There is a lot in a name.
And for basketball purposes, Clover Park High School’s Xavier Means has a pretty good one.
It’s not as if he is a mean guy. In fact, off the court, the senior is very cordial.
He will tell you how proud he is that he earned a $2,000 college scholarship a week ago from the Boys & Girls Club of America’s “Youth of the Year” program where he had to deliver a televised speech in front of 600 audience members — and was selected one of the three winners.
On the court, well, he is a bit of a handful. Just ask Mel Ninnis, the longtime coach of the No. 5 Warriors, who will try and regain the Class 2A state title they won in Yakima in 2011.
“There are two types of basketball players in this game — seekers and avoiders,” Ninnis said. “He seeks contact. He seeks the basketball. He seeks the rebounds. He seeks action.”
But take another look at possible parallels to his surname and the way he plays the game, and it become obvious. Means, a slender, long-armed, very active 6-foot-4 post player, does whatever it takes for Clover Park to win, even if scoring isn’t part of it.
One of his pre-game rituals, which he started before his junior year, is to write down goals for his upcoming 32 minutes of action — and try and get as close to it as possible.
“It’s helped,” Means said. “I always set myself higher for rebounds than points. I don’t care about points.”
What the Warriors do care about is his energy — something that was crucial in last year’s postseason.
Despite the Warriors being upset in the state 2A quarterfinals against Lindbergh in 2012 and eventually claiming fifth place, Means was selected to the all-tournament second team by averaging more than 10 points and 10 rebounds in the three games.
That is when his reputation grew as not only an edgy contributor, but as one of the team’s emotional leaders.
Means said he had to learn to be more physical for his size playing basketball as a 12-year old against his stepfather Tino Rivere (6-3, 250 pounds) and uncle Ryan Lahr (6-5, 230), who was once a standout prep player in Utah.
“That was the only way I could survive,” Means said.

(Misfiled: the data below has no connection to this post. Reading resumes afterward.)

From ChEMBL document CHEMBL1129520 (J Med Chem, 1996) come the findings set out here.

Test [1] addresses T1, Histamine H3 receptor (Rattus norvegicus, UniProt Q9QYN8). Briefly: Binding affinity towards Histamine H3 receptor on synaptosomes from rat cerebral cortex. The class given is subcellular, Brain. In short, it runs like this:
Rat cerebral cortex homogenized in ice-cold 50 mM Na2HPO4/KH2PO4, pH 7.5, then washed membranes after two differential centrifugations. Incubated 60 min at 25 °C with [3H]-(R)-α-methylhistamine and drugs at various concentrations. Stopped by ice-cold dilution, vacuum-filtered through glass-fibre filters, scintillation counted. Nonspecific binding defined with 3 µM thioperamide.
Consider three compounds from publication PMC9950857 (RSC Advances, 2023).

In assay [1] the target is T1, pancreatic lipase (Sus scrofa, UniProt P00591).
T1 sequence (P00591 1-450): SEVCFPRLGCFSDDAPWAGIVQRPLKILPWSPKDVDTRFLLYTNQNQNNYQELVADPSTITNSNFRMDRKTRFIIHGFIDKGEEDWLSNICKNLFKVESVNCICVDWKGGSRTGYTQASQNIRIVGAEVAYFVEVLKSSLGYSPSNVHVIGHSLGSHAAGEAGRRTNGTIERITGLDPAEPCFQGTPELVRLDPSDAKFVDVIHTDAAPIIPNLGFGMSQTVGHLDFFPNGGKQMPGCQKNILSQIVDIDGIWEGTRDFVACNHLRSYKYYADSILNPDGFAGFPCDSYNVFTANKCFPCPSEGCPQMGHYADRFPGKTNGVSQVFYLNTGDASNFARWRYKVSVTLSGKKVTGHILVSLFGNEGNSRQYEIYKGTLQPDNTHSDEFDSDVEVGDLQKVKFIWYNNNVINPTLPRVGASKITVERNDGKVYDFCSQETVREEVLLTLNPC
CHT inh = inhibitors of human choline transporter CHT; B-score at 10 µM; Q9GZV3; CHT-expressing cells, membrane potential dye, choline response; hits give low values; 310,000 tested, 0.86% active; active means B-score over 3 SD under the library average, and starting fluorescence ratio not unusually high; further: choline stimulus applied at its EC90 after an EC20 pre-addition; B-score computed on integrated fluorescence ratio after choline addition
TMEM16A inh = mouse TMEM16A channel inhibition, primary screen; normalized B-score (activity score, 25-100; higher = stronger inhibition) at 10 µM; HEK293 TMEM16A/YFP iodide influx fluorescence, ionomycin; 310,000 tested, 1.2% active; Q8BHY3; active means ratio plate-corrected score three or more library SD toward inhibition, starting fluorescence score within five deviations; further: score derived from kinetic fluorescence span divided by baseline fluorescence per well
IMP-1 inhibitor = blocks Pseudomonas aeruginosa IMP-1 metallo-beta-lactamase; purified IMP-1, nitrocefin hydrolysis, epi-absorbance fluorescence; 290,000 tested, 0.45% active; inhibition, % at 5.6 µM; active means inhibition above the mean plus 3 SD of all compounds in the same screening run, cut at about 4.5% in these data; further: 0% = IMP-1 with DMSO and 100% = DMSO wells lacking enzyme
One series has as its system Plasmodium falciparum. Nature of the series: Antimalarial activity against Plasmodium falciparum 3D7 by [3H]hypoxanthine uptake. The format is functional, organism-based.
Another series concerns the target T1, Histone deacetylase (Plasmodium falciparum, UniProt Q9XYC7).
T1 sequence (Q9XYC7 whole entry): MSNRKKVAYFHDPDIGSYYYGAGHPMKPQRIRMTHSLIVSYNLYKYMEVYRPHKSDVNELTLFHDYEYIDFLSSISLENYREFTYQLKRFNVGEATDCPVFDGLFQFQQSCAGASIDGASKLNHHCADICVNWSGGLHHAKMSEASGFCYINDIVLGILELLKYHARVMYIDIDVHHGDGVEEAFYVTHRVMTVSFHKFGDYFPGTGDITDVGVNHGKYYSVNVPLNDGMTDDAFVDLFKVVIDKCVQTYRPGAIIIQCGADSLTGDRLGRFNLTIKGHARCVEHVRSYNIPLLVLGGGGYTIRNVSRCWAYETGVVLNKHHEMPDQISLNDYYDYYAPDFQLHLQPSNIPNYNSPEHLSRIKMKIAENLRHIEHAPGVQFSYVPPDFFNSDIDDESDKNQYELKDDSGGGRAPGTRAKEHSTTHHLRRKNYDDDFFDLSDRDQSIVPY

Before the season, junior Anthony White, Jr., was one of two transfers from Lakes to join the team. Like Means, White gives the Warriors inside toughness to complement high-flying guards David Crisp, Philip Winston and Travis Parker.
“The first day I met (Means) was in fall league. We were just playing against each other,” White said. “I figured, ‘Wow, he is an upperclassman, so I have to work as hard as him.’ But the intensity he brings to the game, he feels no one should outwork him. That really brought my game out.”
A week before varsity tryouts in November, Means got a little carried away during practice and punched a wall in the gymnasium. He broke his hand, forcing him to miss more than a month.
Without Means in the lineup, the Warriors started 3-3. Since his return Dec. 18, Clover Park has gone 17-3. A coincidence?
“We missed his toughness,” Ninnis said, “and his physicality.”
His overall season numbers — 8.4 points and 7.6 rebounds per game — don’t seem so glossy. But ask any coach or player on the Warriors roster if the team had a chance to win the 2A title without Means, he would tell you, no way.
“He challenges every shot at the rim. He knocks people down. He is an enforcer on offense and defense,” Ninnis said. “Basketball is a game of energy, and the team with the most energy usually wins.”Todd Milles: 253-597-8442 email@example.com blogs.thenewstribune.com/preps @ManyHatsMilles